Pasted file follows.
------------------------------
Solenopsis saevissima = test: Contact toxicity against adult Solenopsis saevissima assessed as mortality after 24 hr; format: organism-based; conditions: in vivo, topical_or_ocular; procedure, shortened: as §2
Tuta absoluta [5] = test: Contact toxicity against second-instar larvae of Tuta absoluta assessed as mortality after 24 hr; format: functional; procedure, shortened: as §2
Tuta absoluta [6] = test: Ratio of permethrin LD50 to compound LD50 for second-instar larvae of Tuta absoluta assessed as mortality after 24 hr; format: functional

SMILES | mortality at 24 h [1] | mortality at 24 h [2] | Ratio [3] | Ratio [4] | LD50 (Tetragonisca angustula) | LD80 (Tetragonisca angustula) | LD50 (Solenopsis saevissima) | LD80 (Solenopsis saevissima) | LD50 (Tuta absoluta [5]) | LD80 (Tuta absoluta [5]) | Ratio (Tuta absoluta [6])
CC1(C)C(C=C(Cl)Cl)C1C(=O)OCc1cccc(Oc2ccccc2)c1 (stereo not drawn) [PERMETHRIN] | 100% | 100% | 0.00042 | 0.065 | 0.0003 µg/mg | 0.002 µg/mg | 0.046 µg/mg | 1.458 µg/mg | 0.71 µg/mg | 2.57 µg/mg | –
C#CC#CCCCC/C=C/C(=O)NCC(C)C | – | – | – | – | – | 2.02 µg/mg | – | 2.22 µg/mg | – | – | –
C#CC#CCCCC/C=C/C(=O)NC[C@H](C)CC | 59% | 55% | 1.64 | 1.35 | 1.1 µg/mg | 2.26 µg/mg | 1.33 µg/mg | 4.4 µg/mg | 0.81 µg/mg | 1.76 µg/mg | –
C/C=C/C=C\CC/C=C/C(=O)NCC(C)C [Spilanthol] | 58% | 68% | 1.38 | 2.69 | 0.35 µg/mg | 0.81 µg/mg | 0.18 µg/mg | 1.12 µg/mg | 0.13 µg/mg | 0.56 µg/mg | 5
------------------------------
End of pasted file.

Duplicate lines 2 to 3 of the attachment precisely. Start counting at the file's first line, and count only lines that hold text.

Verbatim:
Tuta absoluta [5] = test: Contact toxicity against second-instar larvae of Tuta absoluta assessed as mortality after 24 hr; format: functional; procedure, shortened: as §2
Tuta absoluta [6] = test: Ratio of permethrin LD50 to compound LD50 for second-instar larvae of Tuta absoluta assessed as mortality after 24 hr; format: functional